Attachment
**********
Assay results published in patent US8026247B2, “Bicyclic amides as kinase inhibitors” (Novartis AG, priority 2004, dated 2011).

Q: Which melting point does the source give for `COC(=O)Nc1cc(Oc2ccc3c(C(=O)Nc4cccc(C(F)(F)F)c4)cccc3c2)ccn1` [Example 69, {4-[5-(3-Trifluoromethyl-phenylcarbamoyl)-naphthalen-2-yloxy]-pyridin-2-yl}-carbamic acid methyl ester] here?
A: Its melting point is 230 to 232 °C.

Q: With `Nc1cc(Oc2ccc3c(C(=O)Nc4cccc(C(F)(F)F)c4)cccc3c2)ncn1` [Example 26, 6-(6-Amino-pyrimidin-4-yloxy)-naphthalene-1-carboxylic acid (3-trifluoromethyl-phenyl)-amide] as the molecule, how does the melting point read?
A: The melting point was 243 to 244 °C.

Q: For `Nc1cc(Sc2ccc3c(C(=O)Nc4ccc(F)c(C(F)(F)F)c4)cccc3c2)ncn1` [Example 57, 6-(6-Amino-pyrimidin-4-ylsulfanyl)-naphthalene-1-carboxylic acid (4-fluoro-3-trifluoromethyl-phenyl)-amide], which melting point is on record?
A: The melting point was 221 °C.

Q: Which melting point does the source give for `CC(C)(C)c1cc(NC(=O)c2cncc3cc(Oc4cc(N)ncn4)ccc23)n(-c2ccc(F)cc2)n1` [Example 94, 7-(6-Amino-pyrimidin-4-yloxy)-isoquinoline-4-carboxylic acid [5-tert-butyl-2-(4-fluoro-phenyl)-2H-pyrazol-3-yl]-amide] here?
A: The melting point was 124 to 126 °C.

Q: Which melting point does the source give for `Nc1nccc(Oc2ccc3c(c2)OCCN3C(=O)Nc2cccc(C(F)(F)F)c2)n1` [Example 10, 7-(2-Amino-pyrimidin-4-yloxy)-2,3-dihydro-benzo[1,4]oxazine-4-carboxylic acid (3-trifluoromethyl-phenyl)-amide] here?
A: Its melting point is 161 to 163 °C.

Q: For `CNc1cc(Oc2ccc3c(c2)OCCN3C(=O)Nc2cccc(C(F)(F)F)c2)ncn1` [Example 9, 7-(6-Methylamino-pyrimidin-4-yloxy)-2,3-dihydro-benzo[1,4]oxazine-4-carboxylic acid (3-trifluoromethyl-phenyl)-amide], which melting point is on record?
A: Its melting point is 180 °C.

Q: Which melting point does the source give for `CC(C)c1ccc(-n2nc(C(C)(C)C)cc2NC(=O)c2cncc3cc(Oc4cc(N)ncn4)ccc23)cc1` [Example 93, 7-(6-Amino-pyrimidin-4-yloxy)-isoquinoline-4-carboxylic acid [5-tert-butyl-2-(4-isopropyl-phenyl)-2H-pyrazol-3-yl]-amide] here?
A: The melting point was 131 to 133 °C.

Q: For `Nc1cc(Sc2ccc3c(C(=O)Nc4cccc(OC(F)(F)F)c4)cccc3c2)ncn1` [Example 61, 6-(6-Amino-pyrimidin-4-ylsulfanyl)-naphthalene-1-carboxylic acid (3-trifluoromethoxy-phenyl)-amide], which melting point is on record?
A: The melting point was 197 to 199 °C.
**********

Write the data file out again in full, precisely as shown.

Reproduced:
Assay results published in patent US8026247B2, “Bicyclic amides as kinase inhibitors” (Novartis AG, priority 2004, dated 2011).

Q: Which melting point does the source give for `COC(=O)Nc1cc(Oc2ccc3c(C(=O)Nc4cccc(C(F)(F)F)c4)cccc3c2)ccn1` [Example 69, {4-[5-(3-Trifluoromethyl-phenylcarbamoyl)-naphthalen-2-yloxy]-pyridin-2-yl}-carbamic acid methyl ester] here?
A: Its melting point is 230 to 232 °C.

Q: With `Nc1cc(Oc2ccc3c(C(=O)Nc4cccc(C(F)(F)F)c4)cccc3c2)ncn1` [Example 26, 6-(6-Amino-pyrimidin-4-yloxy)-naphthalene-1-carboxylic acid (3-trifluoromethyl-phenyl)-amide] as the molecule, how does the melting point read?
A: The melting point was 243 to 244 °C.

Q: For `Nc1cc(Sc2ccc3c(C(=O)Nc4ccc(F)c(C(F)(F)F)c4)cccc3c2)ncn1` [Example 57, 6-(6-Amino-pyrimidin-4-ylsulfanyl)-naphthalene-1-carboxylic acid (4-fluoro-3-trifluoromethyl-phenyl)-amide], which melting point is on record?
A: The melting point was 221 °C.

Q: Which melting point does the source give for `CC(C)(C)c1cc(NC(=O)c2cncc3cc(Oc4cc(N)ncn4)ccc23)n(-c2ccc(F)cc2)n1` [Example 94, 7-(6-Amino-pyrimidin-4-yloxy)-isoquinoline-4-carboxylic acid [5-tert-butyl-2-(4-fluoro-phenyl)-2H-pyrazol-3-yl]-amide] here?
A: The melting point was 124 to 126 °C.

Q: Which melting point does the source give for `Nc1nccc(Oc2ccc3c(c2)OCCN3C(=O)Nc2cccc(C(F)(F)F)c2)n1` [Example 10, 7-(2-Amino-pyrimidin-4-yloxy)-2,3-dihydro-benzo[1,4]oxazine-4-carboxylic acid (3-trifluoromethyl-phenyl)-amide] here?
A: Its melting point is 161 to 163 °C.

Q: For `CNc1cc(Oc2ccc3c(c2)OCCN3C(=O)Nc2cccc(C(F)(F)F)c2)ncn1` [Example 9, 7-(6-Methylamino-pyrimidin-4-yloxy)-2,3-dihydro-benzo[1,4]oxazine-4-carboxylic acid (3-trifluoromethyl-phenyl)-amide], which melting point is on record?
A: Its melting point is 180 °C.

Q: Which melting point does the source give for `CC(C)c1ccc(-n2nc(C(C)(C)C)cc2NC(=O)c2cncc3cc(Oc4cc(N)ncn4)ccc23)cc1` [Example 93, 7-(6-Amino-pyrimidin-4-yloxy)-isoquinoline-4-carboxylic acid [5-tert-butyl-2-(4-isopropyl-phenyl)-2H-pyrazol-3-yl]-amide] here?
A: The melting point was 131 to 133 °C.

Q: For `Nc1cc(Sc2ccc3c(C(=O)Nc4cccc(OC(F)(F)F)c4)cccc3c2)ncn1` [Example 61, 6-(6-Amino-pyrimidin-4-ylsulfanyl)-naphthalene-1-carboxylic acid (3-trifluoromethoxy-phenyl)-amide], which melting point is on record?
A: The melting point was 197 to 199 °C.